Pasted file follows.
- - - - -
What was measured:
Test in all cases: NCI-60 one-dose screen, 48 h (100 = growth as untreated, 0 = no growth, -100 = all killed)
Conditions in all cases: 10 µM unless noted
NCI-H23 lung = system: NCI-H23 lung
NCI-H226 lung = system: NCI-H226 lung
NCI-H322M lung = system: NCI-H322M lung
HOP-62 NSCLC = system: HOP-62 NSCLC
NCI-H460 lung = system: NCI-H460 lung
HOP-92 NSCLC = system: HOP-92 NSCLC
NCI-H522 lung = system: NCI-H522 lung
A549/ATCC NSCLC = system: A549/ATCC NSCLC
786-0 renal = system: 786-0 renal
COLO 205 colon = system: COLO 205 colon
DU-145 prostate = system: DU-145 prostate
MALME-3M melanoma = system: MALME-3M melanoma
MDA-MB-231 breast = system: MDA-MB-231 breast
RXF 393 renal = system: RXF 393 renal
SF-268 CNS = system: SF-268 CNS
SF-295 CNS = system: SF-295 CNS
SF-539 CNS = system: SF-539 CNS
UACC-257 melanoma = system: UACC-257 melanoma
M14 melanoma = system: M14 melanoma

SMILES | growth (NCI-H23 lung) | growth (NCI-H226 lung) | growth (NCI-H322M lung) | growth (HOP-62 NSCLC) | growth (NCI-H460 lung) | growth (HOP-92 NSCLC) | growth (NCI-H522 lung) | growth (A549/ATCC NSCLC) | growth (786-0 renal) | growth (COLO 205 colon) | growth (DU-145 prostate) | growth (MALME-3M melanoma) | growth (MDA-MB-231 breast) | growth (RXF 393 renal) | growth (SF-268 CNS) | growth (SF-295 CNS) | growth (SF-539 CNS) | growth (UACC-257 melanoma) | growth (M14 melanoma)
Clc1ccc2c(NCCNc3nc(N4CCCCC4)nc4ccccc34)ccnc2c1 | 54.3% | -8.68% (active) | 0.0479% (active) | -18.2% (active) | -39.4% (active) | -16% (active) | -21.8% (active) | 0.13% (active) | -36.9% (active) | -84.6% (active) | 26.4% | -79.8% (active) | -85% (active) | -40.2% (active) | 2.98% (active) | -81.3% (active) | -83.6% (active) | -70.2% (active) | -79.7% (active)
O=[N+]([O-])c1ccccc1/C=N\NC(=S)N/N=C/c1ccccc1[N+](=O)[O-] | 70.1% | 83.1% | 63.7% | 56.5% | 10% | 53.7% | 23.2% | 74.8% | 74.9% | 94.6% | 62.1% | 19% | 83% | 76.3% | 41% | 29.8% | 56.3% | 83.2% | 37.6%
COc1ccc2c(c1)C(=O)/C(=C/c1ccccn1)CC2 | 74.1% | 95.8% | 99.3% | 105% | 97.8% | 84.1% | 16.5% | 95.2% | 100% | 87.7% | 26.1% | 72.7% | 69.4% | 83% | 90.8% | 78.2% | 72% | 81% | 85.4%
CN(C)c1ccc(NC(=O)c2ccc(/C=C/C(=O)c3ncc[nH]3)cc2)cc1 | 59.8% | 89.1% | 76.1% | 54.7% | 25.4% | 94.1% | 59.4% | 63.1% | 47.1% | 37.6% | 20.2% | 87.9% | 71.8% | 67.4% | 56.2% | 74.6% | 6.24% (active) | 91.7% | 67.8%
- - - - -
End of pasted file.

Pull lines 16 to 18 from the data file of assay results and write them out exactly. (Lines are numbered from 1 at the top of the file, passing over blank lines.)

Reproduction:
MDA-MB-231 breast = system: MDA-MB-231 breast
RXF 393 renal = system: RXF 393 renal
SF-268 CNS = system: SF-268 CNS